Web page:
Could Fiber Optics Help Scientists Better Understand Earthquakes?
Fiber optic cables have become extremely useful over the last two decades. They are used to provide people with fast, reliable internet speed.
These cables help telecommunications companies connect their customers to the internet, which is more of a need than a want nowadays. Various industries use fiber optics to improve their operations and reap the benefits of what they have to offer. Now, they can also assist in predicting and monitoring potential earthquakes.
Because a vast network of fiber optic cables is underground, it only makes sense that the technology can be harnessed to provide valuable information about seismic events. Here’s how fiber optics play a significant role in the future of seismology.
What Are Fiber Optics?
Fiber optics are also referred to as optical fibers. They are extremely thin cables — about the diameter of a strand of human hair — made of pure glass that can transmit data far distances using light signals. There are many applications of optical fibers, including the telecommunications, dentistry, manufacturing and automotive industries.
Some of the essential components of an optical fiber are the core, cladding and buffer coating. Hundreds of thousands are placed together in bundles. These delicate components are then protected with an outer covering known as a jacket.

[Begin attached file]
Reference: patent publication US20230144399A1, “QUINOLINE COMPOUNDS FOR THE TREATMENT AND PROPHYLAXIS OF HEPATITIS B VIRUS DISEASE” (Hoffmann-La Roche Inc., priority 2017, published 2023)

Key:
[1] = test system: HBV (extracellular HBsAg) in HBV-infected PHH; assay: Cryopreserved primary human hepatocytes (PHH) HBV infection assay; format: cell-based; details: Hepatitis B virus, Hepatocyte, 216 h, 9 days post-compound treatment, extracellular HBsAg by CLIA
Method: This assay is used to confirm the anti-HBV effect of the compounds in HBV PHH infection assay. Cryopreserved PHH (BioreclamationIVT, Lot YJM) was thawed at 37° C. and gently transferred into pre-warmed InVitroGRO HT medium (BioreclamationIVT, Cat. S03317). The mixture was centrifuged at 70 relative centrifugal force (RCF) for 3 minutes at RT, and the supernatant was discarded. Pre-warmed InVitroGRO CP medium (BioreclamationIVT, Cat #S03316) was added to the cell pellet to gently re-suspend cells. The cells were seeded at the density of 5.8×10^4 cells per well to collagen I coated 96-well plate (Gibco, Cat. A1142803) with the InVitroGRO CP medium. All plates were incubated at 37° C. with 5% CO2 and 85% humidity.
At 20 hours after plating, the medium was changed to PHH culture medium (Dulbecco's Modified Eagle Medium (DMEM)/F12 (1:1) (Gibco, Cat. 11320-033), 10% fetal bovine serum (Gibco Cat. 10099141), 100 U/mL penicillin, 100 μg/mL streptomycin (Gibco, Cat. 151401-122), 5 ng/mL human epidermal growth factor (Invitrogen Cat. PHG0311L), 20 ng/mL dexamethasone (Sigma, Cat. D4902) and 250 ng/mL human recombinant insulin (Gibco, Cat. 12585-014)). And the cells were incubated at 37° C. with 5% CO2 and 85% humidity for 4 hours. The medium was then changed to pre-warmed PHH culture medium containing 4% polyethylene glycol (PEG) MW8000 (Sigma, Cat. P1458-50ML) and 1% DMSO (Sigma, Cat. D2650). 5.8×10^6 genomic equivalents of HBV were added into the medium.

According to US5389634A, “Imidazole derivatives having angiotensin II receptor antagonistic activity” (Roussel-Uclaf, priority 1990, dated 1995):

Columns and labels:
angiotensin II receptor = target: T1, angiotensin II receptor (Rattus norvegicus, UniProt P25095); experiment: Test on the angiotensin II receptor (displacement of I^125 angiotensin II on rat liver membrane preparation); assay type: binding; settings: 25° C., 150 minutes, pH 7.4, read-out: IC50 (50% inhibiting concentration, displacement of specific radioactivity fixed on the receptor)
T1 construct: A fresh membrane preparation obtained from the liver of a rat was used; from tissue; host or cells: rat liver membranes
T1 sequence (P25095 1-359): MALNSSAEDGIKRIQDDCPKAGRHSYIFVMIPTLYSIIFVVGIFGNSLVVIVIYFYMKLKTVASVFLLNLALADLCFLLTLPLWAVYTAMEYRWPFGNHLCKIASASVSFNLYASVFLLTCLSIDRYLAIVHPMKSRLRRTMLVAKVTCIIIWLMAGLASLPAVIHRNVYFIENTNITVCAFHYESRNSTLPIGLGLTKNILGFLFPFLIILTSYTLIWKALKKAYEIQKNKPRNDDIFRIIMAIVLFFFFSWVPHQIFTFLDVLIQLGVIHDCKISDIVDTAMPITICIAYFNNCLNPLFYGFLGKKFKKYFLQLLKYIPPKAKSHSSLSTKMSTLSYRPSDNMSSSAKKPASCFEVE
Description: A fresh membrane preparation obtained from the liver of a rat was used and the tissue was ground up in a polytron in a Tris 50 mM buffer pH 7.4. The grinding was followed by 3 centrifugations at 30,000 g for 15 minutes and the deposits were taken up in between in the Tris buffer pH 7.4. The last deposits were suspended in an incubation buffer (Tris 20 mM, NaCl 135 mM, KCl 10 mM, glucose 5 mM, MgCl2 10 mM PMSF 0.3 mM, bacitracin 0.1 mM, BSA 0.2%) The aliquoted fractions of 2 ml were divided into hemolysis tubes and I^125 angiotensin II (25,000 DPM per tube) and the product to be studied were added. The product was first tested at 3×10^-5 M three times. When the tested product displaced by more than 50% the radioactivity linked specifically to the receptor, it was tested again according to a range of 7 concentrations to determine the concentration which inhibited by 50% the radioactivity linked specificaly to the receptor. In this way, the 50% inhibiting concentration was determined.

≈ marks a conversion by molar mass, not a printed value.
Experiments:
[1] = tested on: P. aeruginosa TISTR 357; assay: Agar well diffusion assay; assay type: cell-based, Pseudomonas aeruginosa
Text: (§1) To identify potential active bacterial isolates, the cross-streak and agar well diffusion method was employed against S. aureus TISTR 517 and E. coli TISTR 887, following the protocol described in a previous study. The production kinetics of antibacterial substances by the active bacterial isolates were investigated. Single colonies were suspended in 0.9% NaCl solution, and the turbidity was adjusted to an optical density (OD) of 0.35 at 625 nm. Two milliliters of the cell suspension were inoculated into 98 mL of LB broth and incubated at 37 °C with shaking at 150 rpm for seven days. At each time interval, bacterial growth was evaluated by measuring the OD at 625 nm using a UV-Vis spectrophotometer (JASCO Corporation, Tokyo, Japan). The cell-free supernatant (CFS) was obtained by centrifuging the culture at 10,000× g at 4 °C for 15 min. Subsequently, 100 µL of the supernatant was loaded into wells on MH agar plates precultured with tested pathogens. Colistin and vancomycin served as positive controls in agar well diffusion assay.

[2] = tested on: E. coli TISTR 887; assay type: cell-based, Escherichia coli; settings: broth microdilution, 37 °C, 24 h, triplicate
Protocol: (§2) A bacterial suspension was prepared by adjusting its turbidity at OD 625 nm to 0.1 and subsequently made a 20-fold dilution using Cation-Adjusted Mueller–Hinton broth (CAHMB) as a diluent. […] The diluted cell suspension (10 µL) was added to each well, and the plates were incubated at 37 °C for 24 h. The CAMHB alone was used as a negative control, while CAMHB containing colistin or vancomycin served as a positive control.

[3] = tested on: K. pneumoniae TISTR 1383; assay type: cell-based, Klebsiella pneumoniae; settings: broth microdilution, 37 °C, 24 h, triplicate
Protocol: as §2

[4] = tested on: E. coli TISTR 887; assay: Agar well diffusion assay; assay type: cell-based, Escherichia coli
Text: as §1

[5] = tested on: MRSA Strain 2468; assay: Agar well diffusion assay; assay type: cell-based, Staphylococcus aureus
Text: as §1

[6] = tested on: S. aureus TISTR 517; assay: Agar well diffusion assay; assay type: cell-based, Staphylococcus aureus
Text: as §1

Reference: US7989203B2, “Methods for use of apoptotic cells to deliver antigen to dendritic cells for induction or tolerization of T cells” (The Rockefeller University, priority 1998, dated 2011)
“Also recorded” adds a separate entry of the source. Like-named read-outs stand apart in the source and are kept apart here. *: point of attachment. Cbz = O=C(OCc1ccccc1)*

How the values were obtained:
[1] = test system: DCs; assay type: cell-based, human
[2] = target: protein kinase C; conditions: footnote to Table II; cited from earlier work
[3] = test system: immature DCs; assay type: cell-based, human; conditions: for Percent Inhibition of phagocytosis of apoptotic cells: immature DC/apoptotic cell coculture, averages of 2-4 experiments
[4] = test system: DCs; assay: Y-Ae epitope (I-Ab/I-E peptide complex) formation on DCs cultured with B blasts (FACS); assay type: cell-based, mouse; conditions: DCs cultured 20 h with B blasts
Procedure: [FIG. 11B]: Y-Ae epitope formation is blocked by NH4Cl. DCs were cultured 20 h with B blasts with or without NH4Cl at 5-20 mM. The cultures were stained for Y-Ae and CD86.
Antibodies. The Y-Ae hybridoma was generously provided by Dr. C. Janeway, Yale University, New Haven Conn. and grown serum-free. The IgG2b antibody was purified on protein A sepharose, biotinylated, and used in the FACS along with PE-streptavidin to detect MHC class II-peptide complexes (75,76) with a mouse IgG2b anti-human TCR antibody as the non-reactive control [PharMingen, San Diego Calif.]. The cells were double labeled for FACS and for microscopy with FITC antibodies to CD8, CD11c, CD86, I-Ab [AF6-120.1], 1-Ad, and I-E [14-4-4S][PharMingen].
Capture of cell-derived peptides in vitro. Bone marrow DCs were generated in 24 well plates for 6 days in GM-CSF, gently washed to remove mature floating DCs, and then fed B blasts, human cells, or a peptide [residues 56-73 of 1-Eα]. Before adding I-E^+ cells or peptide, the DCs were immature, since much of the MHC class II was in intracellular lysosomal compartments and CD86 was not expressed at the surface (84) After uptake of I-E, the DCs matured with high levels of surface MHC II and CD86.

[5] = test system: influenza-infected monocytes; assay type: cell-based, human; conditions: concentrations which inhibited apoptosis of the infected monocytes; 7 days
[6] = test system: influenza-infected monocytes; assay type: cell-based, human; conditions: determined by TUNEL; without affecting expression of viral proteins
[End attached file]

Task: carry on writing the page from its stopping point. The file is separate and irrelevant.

Fiber Optics Used to Sense Earthquakes
Biondo Biondi, a professor of geophysics at Stanford University, and a team of researchers have been studying the use of fiber optic cables and the role they play in detecting underground activity. They created a three-mile test loop underneath Stanford’s historic campus to monitor vibrations of earthquakes and learn how to distinguish between seismic waves and aboveground activity, such as a passing car.
Since 2016, Biondi and his team of experts have collected large amounts of data regarding over 800 seismic events — in fact, one researcher has three computer towers with over 500 terabytes of data. That’s slightly more than what’s held at the national repository of seismic data, which has an archive that dates back to 1970. This project will significantly impact the world of seismic research.
There are miles and miles of fiber optic cables that span across the country. Some are not currently in use and are known as “dark fibers.” However, researchers can harness their power to record seismic activity similar to traditional methods like a seismometer.
It’s worth noting that using fiber optic cables to monitor seismic activity is not new — oil and gas companies have been using this technology for years. However, Biondi’s research project involves using loose cables laying inside plastic pipes instead of being encased in cement, which is how oil and gas companies would use them. It is essential to offer a strong level of protection for fiber optic cables, regardless of how they’re being used.
The team is confident they can use the vast network of cables across the country to pick up seismic activity in trouble spots, such as underwater or in busy, urban areas. This could be revolutionary. Getting ahead of an earthquake by a few seconds or even a minute could mean the difference between life and death, depending upon the quake’s severity.
The Future of Seismic Research
Because fiber optics are commonplace across various industries, it’s only a matter of time until they’re frequently used by professionals monitoring seismic activity. The future looks bright for this team of Stanford researchers, and it’ll be interesting to see how their project develops.
Published: October 27, 2021 • Guest Author: Devin Partida